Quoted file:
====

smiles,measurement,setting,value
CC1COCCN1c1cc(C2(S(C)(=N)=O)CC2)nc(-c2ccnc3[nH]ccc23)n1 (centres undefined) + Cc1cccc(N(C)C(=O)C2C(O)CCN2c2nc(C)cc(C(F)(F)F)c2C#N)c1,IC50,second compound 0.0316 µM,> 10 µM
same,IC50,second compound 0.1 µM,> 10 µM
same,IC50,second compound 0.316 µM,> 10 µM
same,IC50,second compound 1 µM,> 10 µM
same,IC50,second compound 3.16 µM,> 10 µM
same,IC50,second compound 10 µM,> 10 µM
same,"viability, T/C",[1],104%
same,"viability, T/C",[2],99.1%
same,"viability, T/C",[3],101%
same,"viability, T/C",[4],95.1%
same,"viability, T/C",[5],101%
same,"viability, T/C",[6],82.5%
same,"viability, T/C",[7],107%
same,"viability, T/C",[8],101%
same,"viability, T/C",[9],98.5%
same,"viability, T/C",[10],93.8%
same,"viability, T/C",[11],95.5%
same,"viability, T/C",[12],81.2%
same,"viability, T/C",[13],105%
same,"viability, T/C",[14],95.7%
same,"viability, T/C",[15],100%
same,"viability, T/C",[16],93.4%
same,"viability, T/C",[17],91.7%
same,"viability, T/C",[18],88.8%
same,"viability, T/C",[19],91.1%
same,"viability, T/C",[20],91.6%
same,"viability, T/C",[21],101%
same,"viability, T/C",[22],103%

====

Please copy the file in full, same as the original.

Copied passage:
smiles,measurement,setting,value
CC1COCCN1c1cc(C2(S(C)(=N)=O)CC2)nc(-c2ccnc3[nH]ccc23)n1 (centres undefined) + Cc1cccc(N(C)C(=O)C2C(O)CCN2c2nc(C)cc(C(F)(F)F)c2C#N)c1,IC50,second compound 0.0316 µM,> 10 µM
same,IC50,second compound 0.1 µM,> 10 µM
same,IC50,second compound 0.316 µM,> 10 µM
same,IC50,second compound 1 µM,> 10 µM
same,IC50,second compound 3.16 µM,> 10 µM
same,IC50,second compound 10 µM,> 10 µM
same,"viability, T/C",[1],104%
same,"viability, T/C",[2],99.1%
same,"viability, T/C",[3],101%
same,"viability, T/C",[4],95.1%
same,"viability, T/C",[5],101%
same,"viability, T/C",[6],82.5%
same,"viability, T/C",[7],107%
same,"viability, T/C",[8],101%
same,"viability, T/C",[9],98.5%
same,"viability, T/C",[10],93.8%
same,"viability, T/C",[11],95.5%
same,"viability, T/C",[12],81.2%
same,"viability, T/C",[13],105%
same,"viability, T/C",[14],95.7%
same,"viability, T/C",[15],100%
same,"viability, T/C",[16],93.4%
same,"viability, T/C",[17],91.7%
same,"viability, T/C",[18],88.8%
same,"viability, T/C",[19],91.1%
same,"viability, T/C",[20],91.6%
same,"viability, T/C",[21],101%
same,"viability, T/C",[22],103%